While it’s true that politicians and entire countries hold many of the keys to fixing these issues, there are simple way you can help — through apps.
Your smartphone isn’t only your connection to the world — it can also be your connection to the conversation around climate change. With these four apps, awareness and action are at your fingertips.
Read the full story from the University of Bristol.
A new study, led by scientists from the University of Bristol and published in the journal Nature, discovers a clear climatic signature on rivers globally that challenges existing theories.
Read the full story at Envirotec.
As part of the 10th annual World Green Building Week, the World Green Building Council (WorldGBC) has issued “a bold new vision” for how buildings and infrastructure around the world can reach 40% less embodied carbon emissions by 2030, and achieve 100% net zero emissions buildings by 2050.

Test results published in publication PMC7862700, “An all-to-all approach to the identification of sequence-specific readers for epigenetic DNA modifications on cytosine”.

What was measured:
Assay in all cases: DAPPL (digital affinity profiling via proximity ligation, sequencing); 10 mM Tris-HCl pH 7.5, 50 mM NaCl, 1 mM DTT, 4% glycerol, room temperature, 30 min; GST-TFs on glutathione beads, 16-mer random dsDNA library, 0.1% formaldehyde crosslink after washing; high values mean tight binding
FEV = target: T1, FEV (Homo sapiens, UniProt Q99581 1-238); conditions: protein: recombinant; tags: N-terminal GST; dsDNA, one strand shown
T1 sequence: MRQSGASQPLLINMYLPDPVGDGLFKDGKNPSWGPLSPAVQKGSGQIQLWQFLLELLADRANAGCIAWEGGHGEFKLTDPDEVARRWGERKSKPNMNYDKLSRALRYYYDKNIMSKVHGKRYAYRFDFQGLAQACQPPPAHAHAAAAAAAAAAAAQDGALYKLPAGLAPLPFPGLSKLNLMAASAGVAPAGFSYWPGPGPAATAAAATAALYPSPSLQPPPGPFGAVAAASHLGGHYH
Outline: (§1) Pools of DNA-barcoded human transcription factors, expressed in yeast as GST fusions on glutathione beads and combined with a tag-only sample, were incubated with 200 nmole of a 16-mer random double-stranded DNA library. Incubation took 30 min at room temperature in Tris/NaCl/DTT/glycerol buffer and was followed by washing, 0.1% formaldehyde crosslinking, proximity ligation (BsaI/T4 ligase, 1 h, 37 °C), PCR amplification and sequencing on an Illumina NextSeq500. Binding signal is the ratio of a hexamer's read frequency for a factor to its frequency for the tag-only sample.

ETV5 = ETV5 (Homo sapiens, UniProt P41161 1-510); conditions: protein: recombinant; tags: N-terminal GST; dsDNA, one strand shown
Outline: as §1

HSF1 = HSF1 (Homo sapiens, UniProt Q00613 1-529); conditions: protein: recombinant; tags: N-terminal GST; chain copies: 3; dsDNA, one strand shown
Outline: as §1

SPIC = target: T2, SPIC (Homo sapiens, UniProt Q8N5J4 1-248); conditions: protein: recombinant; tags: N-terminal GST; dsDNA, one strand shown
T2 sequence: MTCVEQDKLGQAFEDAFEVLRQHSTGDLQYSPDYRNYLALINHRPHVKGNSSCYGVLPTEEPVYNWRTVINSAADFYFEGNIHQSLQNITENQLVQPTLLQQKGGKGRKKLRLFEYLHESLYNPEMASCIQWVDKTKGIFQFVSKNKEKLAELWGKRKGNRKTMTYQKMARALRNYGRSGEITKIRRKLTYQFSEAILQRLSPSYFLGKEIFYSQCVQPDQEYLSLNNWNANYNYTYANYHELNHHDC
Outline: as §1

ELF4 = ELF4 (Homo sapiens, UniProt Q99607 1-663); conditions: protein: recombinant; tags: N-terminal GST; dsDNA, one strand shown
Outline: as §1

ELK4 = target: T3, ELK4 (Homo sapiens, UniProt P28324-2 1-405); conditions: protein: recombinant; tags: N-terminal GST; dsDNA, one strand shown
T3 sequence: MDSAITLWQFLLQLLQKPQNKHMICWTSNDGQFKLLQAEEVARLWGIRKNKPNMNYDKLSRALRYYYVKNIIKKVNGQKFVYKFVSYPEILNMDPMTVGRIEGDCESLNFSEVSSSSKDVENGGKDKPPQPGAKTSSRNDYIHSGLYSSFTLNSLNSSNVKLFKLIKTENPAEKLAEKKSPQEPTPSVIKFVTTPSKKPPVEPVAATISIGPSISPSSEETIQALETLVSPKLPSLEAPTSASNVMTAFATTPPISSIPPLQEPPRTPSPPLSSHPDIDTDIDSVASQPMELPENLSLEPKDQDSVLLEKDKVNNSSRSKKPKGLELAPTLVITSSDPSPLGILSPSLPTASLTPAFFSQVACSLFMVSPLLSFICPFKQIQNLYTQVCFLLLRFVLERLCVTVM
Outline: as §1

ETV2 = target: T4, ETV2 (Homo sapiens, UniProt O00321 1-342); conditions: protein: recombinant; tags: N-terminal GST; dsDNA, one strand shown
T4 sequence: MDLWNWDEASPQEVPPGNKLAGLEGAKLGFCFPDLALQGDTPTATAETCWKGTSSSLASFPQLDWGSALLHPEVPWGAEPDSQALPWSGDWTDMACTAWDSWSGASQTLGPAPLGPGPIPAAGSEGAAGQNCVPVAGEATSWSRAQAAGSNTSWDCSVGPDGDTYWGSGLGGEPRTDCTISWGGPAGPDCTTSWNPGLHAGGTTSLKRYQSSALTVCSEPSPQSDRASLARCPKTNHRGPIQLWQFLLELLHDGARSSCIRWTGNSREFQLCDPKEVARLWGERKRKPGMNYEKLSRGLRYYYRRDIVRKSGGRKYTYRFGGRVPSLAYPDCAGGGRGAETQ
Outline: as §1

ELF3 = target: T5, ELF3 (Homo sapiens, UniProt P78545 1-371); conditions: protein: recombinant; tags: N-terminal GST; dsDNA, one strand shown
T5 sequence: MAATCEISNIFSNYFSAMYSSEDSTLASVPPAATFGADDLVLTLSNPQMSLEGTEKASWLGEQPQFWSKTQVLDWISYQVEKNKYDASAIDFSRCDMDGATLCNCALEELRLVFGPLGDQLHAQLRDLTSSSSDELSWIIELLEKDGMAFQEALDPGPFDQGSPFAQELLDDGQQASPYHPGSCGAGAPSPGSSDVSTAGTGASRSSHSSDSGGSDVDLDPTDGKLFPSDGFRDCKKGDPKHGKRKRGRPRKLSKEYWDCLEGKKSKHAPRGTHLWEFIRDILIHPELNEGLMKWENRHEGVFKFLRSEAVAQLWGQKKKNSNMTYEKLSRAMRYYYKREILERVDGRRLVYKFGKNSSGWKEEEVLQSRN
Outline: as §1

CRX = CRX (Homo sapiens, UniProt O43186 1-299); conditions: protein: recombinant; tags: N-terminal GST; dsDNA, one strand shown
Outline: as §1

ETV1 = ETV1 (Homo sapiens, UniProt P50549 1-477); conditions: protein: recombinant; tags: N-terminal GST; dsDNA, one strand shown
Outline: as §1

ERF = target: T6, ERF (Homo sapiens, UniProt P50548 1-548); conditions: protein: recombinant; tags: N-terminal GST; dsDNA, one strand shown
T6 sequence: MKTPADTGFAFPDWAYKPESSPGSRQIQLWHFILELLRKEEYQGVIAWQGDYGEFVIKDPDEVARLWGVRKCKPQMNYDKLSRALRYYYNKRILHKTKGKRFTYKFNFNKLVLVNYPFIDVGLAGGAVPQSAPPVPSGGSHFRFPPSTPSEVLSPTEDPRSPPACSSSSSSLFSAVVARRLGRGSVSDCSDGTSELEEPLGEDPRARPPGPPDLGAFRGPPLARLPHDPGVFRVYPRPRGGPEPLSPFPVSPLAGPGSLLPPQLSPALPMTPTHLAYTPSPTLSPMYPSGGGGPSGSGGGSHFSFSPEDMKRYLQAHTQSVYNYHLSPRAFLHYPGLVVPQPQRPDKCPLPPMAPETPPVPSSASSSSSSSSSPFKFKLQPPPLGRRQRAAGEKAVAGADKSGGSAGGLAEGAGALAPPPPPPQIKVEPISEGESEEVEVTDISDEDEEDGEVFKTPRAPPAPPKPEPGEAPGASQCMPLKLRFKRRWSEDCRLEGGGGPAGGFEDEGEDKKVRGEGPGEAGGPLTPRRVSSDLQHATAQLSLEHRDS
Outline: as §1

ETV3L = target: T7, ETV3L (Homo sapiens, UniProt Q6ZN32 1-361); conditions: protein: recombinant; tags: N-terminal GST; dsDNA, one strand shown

Together, building and construction are responsible for 39% of all carbon emissions in the world, with operational emissions (from energy used to heat, cool and light buildings) accounting for 28%. The remaining 11% comes from embodied carbon emissions, or ‘upfront’ carbon that is associated with materials and construction processes throughout the whole building lifecycle. WorldGBC’s vision to fully decarbonise the sector requires eliminating both operational and embodied carbon emissions.
Read the full story at GreenBiz.